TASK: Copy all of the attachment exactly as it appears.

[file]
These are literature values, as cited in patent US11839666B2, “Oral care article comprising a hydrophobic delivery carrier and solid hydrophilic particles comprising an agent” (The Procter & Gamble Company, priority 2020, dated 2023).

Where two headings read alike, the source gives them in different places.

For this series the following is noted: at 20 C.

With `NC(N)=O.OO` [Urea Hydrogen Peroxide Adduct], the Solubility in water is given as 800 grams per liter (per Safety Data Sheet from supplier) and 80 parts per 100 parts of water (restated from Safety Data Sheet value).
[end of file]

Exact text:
These are literature values, as cited in patent US11839666B2, “Oral care article comprising a hydrophobic delivery carrier and solid hydrophilic particles comprising an agent” (The Procter & Gamble Company, priority 2020, dated 2023).

Where two headings read alike, the source gives them in different places.

For this series the following is noted: at 20 C.

With `NC(N)=O.OO` [Urea Hydrogen Peroxide Adduct], the Solubility in water is given as 800 grams per liter (per Safety Data Sheet from supplier) and 80 parts per 100 parts of water (restated from Safety Data Sheet value).